📷: Tom Clare

Which came first, physiotherapy or kayaking? 

Kayaking by about 2 months! Some friends took me to the whitewater course and we messed about in duos and duckies, jumping in and swallowing unhealthy amounts of the Trent, and generally just having loads of fun! Shortly after that, someone lent me a kayak and I was hooked!

[Editor’s note: Sal is referring to Nottingham’s White Water Course at Holme Pierrepont]

Do you have a favourite type of person to go kayaking with? 

My favourite people to paddle with are my friends that are fun, easy-going, but still conscious of what’s going on around them and always looking out for their buddies, who enjoy playing the river, trying new lines, and pushing themselves. They’re positive, motivated, encouraging and usually got a smile on their face!

Kayaking and environmental activism seem to go hand in hand… Why do you think that is? 

I’ve been extremely fortunate to have spent time in wild, remote, unspoilt places around the world. These experiences have been extremely special for many reasons, but have also greatly increased my awareness and understanding of our environment. Now more than ever, I feel I have a responsibility to try to make positive changes. We gain a huge amount from the outdoors, as well as see first-hand some of the impacts our lifestyles are having. If we want to keep playing in our awesome playgrounds, we need to give something back and help to protect them. 

Sal picks up something for herself during a river clean…

Can you describe how different kayaking is in Bhutan/Nepal to the UK/Europe?

Bhutan and Nepal are very different places compared to each other, but I guess in terms of logistics for getting to the rivers the distances are usually much bigger and more complex in these two places compared to those in Europe or the UK.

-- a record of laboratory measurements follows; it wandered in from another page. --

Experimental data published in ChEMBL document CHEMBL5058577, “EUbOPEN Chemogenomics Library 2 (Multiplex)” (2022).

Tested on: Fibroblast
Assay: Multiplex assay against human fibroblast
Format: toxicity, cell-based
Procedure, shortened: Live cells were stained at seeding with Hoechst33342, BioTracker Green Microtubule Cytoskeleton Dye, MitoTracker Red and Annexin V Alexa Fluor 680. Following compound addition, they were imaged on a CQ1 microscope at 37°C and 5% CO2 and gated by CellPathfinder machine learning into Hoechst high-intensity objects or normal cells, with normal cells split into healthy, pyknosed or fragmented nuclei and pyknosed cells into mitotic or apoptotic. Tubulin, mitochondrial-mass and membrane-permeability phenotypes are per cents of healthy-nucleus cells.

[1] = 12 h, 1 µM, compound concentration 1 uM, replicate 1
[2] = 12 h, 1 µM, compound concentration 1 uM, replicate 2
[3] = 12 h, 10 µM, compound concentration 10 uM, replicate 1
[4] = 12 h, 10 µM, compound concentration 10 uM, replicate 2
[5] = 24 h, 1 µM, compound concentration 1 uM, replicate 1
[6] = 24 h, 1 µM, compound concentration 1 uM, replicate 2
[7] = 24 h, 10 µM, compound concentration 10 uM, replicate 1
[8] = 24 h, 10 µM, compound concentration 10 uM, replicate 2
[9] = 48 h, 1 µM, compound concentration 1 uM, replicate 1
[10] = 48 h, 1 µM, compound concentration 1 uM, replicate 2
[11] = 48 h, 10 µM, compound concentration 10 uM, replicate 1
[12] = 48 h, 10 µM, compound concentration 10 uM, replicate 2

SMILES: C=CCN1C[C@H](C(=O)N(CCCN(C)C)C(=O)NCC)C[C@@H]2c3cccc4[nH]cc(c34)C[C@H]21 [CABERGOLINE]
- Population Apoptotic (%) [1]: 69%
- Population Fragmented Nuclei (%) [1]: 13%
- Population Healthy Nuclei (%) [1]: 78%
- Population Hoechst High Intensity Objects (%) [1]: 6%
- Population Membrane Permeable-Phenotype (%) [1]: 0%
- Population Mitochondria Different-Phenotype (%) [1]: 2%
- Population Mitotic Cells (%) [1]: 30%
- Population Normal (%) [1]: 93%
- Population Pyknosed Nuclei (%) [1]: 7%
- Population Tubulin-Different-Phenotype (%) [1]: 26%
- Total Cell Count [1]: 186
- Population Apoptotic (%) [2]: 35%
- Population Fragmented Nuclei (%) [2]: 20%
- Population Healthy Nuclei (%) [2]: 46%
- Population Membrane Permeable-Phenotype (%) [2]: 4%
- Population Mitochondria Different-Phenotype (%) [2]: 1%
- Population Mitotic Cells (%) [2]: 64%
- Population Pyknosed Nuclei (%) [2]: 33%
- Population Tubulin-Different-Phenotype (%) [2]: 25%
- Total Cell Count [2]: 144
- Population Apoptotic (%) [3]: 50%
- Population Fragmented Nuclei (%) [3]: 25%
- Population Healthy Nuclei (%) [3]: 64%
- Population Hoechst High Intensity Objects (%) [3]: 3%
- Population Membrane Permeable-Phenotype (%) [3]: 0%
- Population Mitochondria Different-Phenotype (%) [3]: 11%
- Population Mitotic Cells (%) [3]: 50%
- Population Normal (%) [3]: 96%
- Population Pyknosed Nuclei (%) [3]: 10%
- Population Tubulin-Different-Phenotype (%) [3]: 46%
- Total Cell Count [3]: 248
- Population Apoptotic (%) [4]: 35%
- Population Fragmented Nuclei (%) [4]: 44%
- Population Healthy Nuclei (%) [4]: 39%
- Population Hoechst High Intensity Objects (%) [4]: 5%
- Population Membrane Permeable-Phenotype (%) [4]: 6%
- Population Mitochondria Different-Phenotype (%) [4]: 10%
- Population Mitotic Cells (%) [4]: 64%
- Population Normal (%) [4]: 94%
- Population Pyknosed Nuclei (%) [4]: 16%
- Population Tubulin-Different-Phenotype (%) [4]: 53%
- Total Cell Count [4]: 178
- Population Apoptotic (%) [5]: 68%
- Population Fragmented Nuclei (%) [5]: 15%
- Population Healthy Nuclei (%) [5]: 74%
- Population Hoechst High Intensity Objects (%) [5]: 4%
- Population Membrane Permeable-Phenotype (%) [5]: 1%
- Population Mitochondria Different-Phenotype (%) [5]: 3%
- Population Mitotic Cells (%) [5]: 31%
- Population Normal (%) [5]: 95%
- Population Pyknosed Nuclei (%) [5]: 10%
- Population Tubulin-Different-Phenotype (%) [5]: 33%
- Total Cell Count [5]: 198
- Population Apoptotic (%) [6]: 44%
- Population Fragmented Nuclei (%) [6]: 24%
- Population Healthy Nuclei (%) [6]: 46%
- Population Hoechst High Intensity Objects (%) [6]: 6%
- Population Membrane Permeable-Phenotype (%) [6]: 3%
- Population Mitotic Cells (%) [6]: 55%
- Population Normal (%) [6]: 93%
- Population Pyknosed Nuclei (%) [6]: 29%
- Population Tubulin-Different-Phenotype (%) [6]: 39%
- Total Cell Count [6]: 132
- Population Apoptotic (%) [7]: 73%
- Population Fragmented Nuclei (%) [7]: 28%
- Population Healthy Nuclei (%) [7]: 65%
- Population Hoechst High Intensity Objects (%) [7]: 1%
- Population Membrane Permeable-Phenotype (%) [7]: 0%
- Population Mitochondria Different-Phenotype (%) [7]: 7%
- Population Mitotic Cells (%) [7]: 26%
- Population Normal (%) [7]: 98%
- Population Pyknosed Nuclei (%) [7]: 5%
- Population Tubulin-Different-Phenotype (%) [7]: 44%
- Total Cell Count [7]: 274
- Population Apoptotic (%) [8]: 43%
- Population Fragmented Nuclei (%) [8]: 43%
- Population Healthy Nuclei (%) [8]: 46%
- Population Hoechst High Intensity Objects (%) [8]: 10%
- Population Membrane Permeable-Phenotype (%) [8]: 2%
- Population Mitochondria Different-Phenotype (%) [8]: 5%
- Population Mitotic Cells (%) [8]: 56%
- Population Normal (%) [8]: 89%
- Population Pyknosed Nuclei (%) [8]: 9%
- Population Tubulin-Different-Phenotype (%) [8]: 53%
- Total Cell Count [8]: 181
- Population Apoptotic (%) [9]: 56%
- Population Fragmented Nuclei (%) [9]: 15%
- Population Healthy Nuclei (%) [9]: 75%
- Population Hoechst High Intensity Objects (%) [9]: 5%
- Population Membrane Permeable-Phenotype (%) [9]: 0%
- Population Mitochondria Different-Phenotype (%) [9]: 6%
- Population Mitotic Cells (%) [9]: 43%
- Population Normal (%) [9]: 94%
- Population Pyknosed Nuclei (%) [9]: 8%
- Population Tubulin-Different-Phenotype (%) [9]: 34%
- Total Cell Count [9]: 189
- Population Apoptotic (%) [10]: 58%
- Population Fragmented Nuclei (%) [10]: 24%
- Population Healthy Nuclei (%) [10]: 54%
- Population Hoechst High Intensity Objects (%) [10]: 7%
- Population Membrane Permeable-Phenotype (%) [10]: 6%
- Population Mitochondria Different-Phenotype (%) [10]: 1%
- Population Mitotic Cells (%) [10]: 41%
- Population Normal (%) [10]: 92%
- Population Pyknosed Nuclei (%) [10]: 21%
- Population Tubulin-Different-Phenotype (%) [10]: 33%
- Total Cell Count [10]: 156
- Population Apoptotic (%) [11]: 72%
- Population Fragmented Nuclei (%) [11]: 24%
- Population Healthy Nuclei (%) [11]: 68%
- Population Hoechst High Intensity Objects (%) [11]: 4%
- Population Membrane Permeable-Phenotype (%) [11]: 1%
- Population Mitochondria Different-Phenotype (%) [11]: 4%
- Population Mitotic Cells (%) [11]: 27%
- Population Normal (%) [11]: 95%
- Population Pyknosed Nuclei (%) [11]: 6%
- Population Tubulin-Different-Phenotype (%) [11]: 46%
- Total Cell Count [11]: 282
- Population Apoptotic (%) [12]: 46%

In Nepal for instance, it’s pretty standard that getting to the put-in involves 2-3 days of travelling up and down mountain passes in a bus, with your kayak tied on to the roof with string. You’ll then spend many days paddling and camping along the river, living out of whatever you’re carrying in your kayak. In Nepal or Bhutan, the journey is a big part of the adventure and means you really get to experience a place. 

For Euro-paddling trips however, Brits will drive their cars or vans out and can be ticking off several sections almost straight away. You’ll come home having paddled loads of different rivers in just one week. Neither trip is better than the other, they’re just different!

Sal and Steve Backshall reminisce of their Bhutan expedition during the Paddlesports Session at Kendal Mountain Festival 2020

How often do you re-run or not run rapids? 

Depends on the day, the river, accessibility etc. If it’s possible, I like to repeat a rapid multiple times, either trying out different moves, or just simply trying to perfect one particular line. Feels SO good when you get a smooth line consistently! 

Do you think we’ll run out of new things in the world, or will the sport keep progressing and opening up new possibilities?

After having recently carried out a first descent in the most wild and remote place I have ever experienced, I can confidently say that there is still plenty of exploring left to do!

Keep an eye on Sal’s social media for updates and new paddling releases!